Kunstkamera sends exhibits to London Arctic exhibition
The Peter the Great Museum of Anthropology and Ethnography (the Kunstkamera) in St. Petersburg is lending shaman headdresses, kaftan tunics, tambourines and masks to a major exhibition in London. The items collected during numerous Arctic expeditions will be part of the Arctic Culture and Climate exhibition at the British Museum. Many of these exhibits from the Kunstkamera will go on display abroad for the first time.
The exhibition, which will open in late May and run until late August, is devoted to the history of Arctic development, the indigenous cultures and the problem of climate change. In all, 43 exhibits have been selected from the Kunstkamera collection for the event.
"The British Museum invited us to take part in this fascinating exhibition. It is a meaningful project for us, if only because we can do more than just show Kunstkamera exhibits at a world-famous museum. The theme of this exhibition is quite relevant as well, because global warming and the Arctic are among some of the top research topics for us at the moment. It was with great interest that we wrote several articles for the exhibition catalogue and compiled comments and opinions for the items we are sending to London. Some of them demonstrate that global warming and other kinds of climate change are nothing new for the Arctic. For example, a Nenets (Samoyed) myth goes that a flood or deluge hits the earth every 2,000 years, destroying civilization, after which the world is recreated and exists for another 2,000 years," Kunstkamera Director Andrei Golovnyov explained speaking about the joint project with the British Museum.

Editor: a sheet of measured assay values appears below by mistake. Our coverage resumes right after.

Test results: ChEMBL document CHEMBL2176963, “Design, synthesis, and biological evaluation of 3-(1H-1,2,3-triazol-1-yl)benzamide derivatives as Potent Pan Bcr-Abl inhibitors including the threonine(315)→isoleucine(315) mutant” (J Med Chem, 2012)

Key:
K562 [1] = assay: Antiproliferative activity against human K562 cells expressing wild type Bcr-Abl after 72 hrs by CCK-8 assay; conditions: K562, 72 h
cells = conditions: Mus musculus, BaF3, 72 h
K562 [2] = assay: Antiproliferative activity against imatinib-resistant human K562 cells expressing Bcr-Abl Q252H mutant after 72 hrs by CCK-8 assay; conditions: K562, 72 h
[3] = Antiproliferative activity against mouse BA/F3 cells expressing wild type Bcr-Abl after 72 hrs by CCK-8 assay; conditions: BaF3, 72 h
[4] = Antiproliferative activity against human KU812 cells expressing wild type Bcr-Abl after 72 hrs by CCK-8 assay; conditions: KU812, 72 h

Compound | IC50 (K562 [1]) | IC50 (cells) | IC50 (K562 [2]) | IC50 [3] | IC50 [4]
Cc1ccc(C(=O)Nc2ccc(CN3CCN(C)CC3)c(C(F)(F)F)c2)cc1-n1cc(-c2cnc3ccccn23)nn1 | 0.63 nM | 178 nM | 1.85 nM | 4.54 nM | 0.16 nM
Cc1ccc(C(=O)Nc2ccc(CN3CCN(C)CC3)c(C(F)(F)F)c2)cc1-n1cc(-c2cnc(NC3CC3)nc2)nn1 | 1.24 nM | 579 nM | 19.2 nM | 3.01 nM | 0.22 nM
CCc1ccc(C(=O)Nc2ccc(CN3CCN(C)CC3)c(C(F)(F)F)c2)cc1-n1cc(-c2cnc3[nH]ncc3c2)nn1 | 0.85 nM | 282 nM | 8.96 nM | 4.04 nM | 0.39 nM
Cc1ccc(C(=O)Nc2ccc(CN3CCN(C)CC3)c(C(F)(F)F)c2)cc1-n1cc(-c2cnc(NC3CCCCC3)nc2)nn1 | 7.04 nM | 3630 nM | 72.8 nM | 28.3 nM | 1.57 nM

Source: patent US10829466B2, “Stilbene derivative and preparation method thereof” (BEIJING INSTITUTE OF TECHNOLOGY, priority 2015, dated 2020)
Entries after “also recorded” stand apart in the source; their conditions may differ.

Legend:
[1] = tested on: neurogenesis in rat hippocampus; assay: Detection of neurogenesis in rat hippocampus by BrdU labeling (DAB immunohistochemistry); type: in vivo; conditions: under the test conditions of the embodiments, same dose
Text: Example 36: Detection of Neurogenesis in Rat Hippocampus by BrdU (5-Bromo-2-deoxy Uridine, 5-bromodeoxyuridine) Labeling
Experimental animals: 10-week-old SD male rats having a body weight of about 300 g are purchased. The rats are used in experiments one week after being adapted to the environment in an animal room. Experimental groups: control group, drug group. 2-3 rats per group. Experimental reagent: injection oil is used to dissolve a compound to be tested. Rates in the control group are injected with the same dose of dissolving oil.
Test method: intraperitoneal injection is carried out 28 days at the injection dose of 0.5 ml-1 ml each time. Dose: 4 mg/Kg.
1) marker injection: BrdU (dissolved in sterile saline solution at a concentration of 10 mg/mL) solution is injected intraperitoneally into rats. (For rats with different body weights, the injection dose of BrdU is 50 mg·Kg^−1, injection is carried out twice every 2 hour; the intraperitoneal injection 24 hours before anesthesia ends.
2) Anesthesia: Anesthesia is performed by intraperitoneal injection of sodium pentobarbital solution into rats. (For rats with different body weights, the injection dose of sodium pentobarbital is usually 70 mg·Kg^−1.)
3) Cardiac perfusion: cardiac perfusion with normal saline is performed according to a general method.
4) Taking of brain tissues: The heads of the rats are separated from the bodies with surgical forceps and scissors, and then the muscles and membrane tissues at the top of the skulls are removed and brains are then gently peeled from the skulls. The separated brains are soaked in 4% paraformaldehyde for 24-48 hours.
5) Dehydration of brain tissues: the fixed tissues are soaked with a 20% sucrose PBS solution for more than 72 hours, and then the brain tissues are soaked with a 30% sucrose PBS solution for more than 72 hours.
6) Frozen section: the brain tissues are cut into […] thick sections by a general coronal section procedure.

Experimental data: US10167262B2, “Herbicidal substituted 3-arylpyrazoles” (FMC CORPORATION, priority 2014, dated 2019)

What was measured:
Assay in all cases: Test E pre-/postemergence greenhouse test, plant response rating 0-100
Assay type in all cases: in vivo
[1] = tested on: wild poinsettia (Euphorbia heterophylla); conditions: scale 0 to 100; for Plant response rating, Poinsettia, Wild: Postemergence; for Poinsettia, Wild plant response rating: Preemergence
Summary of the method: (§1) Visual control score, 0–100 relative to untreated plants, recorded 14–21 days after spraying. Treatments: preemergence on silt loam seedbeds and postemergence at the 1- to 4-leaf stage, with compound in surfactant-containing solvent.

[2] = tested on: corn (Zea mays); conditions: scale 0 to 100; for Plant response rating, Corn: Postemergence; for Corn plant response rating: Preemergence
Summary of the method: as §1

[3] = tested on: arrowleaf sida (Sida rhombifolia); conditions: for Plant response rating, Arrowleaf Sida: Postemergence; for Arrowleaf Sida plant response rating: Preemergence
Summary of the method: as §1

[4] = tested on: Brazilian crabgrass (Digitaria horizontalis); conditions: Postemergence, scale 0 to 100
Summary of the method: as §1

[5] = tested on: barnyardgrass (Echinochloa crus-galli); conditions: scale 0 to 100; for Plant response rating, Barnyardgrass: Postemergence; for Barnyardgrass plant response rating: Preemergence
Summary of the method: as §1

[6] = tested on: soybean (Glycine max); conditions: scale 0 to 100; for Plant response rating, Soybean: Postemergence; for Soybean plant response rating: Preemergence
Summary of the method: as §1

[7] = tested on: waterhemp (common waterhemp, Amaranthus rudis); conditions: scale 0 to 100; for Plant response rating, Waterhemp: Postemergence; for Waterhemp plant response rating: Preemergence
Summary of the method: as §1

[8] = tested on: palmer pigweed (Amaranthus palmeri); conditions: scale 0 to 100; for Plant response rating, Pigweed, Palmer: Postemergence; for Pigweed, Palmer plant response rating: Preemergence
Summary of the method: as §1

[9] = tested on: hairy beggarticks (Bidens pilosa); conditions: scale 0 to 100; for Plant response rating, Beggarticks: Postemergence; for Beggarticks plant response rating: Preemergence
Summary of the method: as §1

Other exhibits to be shown in London include archaeological finds from excavations at the Ust-Poluy sanctuary on the Yamal Peninsula, which are believed to be around 2,000 years old, and four ornamental panels created by Nikolai Shakhov, a self-taught artist who lived in the Tobolsk Governorate (Province) in the 1830s-1840s.